I caught a tweet from Noam Pikelny (The Punch Brothers) the other night. It said the new Rascal Flatts song “Banjo” made him want to kill a small pet. While I tend to steer clear of anything involving Gary LeVox and the gang, I will listen to anything involving a banjo. So, I clicked on his link to a YouTube video.
I made it to the end of the chorus before I not only stopped the video, but I shut down my entire web browser. The last two lines of the chorus are, “And you kick it into four-wheel drive when you run out of road and you go, and you go and you go-go-go/’Til you hear a banjo.”
Of course I understand that “Banjo” is supposed to be a fun, light-hearted song, but I still don’t appreciate the fact that these “country artists” have once again tried to associate the banjo with little more than Deliverance.
During the last few years, the banjo has slowly found its way back into Country music. I assume the move is the industry’s way of answering all the criticism they get for their “Country” music sounding very un-Country. Mr. Nicole Kidman (Keith Urban) recently picked a banjo riff throughout his new, swoon-worthy song, “Without You.” Taylor Swift even brought the banjo to Pop music (albeit tucked away neatly into the background) with, “Mean.” I suppose it was only a matter of time before Rascal Flatts jumped on the bandwagon and crashed it into a freaking ditch.
Still, there are bands in the industry that aren’t filing it into the mix because they’ve been told to or because the banjo has somehow become hipster. There are musicians who play banjo because of its unique sound or sheer volume, who don’t just layer it into their music somewhere behind rhythm guitar No. 2 but put it front and center.
From traditional to incredibly unique, here are some musicians who rock the banjo in far less soul-crushing ways.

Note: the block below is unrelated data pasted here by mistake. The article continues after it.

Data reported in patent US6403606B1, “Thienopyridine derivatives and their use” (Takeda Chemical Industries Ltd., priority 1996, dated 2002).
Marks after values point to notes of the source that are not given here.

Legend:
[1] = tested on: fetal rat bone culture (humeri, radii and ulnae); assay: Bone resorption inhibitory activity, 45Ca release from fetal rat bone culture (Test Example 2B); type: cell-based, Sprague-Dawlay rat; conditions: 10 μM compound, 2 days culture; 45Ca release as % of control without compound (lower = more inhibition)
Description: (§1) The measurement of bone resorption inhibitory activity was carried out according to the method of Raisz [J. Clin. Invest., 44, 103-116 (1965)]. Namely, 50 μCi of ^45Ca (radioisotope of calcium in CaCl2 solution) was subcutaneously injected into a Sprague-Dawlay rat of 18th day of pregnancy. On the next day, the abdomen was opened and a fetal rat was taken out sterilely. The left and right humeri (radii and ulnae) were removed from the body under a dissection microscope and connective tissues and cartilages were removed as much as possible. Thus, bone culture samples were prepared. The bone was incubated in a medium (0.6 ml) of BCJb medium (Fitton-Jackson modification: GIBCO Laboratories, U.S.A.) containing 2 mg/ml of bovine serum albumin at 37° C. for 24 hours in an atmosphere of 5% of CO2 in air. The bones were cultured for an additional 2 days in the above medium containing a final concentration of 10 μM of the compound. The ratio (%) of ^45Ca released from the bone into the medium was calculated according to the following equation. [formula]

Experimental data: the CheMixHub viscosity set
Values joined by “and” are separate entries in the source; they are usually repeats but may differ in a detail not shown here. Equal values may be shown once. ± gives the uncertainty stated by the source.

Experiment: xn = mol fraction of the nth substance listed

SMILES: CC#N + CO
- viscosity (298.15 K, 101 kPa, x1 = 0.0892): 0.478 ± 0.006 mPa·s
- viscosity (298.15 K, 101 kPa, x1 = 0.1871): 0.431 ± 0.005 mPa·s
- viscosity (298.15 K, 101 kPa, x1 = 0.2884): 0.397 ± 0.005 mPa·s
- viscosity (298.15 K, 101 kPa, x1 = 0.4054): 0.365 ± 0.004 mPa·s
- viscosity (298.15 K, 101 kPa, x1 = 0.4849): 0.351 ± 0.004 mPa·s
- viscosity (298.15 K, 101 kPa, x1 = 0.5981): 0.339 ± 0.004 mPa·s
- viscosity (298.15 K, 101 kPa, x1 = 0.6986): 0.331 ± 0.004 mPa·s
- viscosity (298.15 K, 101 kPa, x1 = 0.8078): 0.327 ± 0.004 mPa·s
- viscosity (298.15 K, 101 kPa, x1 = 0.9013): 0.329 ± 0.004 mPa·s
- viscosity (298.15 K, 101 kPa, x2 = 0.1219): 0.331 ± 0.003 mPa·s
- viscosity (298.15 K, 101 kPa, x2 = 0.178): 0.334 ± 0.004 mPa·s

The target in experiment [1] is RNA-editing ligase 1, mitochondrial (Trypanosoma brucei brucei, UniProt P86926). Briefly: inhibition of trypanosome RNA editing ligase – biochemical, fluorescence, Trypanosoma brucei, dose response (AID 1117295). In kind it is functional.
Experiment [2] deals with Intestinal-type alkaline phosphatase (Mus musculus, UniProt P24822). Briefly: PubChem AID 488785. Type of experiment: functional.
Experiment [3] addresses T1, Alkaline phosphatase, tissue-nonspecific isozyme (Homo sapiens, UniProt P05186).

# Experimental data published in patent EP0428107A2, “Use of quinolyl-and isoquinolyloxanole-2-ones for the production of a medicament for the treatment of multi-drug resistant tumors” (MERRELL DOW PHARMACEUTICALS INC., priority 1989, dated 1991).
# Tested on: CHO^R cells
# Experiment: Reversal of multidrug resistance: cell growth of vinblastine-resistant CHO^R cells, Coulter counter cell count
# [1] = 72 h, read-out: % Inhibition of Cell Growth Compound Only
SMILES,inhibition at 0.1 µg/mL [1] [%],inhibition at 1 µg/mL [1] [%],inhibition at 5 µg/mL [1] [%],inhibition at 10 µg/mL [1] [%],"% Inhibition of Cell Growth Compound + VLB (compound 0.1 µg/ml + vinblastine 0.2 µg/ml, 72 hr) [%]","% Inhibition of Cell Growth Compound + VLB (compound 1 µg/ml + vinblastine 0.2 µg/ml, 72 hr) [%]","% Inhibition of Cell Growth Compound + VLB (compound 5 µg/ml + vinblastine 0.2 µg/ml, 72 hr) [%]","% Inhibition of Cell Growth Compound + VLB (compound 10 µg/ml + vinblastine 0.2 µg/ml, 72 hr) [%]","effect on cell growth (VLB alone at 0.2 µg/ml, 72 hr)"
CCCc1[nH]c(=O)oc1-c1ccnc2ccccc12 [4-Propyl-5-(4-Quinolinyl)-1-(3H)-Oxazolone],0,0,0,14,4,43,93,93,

When you talk about the banjo, you have to start with the old guys. As far as I’m concerned, Doc Watson, Charlie Poole, Lester Flatt and Earl Scruggs were the grandfathers of American Banjo music. You may not know it, but you’ve probably heard at least one song by Flatt and Scruggs. They wrote, “The Ballad of Jed Clampett,” the theme for The Beverly Hillbillies. Meanwhile, Doc Watson made a name for himself by playing American Folk, including the murder ballad “Tom Dooley.” Before Watson, Flatt and Scruggs was Charlie Poole. One of his biggest hits, “Don’t Let Your Deal Go Down Blues,” came out when the other three were still toddling around in diapers.
From the grandfathers of the banjo, it’s not a huge jump to some newer Bluegrass artists. Bands like Crooked Still, The Punch Brothers and (now defunct) Cadillac Sky are making music that would make their banjo-pickin’ forefathers proud. Crooked Still plays a mellow, Gospel-sounding Bluegrass. They have mix chipper banjo licks with eerie fiddle to create a sound all their own. Meanwhile, The Punch Brothers and Cadillac Sky both make Bluegrass that’s a lot closer to their roots. While they can reel themselves in and still sound beautiful, both bands are at their best when they’re loud and rambunctious. Yet another banjo wielding, Bluegrass-centric artist is Sarah Jarosz. Barely in her 20s, Jarosz has already graced the stage at Austin City Limits and gained fans with her sultry voice and gift with multiple instruments.